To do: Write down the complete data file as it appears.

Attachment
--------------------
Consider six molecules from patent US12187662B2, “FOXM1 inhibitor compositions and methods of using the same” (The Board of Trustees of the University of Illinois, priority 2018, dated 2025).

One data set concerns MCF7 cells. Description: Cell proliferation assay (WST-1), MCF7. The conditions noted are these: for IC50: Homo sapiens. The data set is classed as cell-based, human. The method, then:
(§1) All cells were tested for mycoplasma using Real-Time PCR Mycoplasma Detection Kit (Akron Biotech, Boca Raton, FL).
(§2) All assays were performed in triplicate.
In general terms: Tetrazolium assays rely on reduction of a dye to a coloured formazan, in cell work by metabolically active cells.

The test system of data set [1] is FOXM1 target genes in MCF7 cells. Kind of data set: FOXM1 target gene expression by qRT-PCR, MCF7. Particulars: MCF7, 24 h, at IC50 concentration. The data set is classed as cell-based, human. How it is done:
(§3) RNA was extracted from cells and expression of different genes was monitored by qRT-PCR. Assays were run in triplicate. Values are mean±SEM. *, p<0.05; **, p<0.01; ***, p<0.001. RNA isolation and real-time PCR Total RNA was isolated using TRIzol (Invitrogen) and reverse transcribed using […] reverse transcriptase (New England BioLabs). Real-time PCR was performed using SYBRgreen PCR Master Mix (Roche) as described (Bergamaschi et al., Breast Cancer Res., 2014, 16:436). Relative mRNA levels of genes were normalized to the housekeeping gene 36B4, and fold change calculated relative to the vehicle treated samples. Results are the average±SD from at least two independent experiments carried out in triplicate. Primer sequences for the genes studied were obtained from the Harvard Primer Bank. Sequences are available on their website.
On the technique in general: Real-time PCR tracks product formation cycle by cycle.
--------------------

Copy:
Consider six molecules from patent US12187662B2, “FOXM1 inhibitor compositions and methods of using the same” (The Board of Trustees of the University of Illinois, priority 2018, dated 2025).

One data set concerns MCF7 cells. Description: Cell proliferation assay (WST-1), MCF7. The conditions noted are these: for IC50: Homo sapiens. The data set is classed as cell-based, human. The method, then:
(§1) All cells were tested for mycoplasma using Real-Time PCR Mycoplasma Detection Kit (Akron Biotech, Boca Raton, FL).
(§2) All assays were performed in triplicate.
In general terms: Tetrazolium assays rely on reduction of a dye to a coloured formazan, in cell work by metabolically active cells.

The test system of data set [1] is FOXM1 target genes in MCF7 cells. Kind of data set: FOXM1 target gene expression by qRT-PCR, MCF7. Particulars: MCF7, 24 h, at IC50 concentration. The data set is classed as cell-based, human. How it is done:
(§3) RNA was extracted from cells and expression of different genes was monitored by qRT-PCR. Assays were run in triplicate. Values are mean±SEM. *, p<0.05; **, p<0.01; ***, p<0.001. RNA isolation and real-time PCR Total RNA was isolated using TRIzol (Invitrogen) and reverse transcribed using […] reverse transcriptase (New England BioLabs). Real-time PCR was performed using SYBRgreen PCR Master Mix (Roche) as described (Bergamaschi et al., Breast Cancer Res., 2014, 16:436). Relative mRNA levels of genes were normalized to the housekeeping gene 36B4, and fold change calculated relative to the vehicle treated samples. Results are the average±SD from at least two independent experiments carried out in triplicate. Primer sequences for the genes studied were obtained from the Harvard Primer Bank. Sequences are available on their website.
On the technique in general: Real-time PCR tracks product formation cycle by cycle.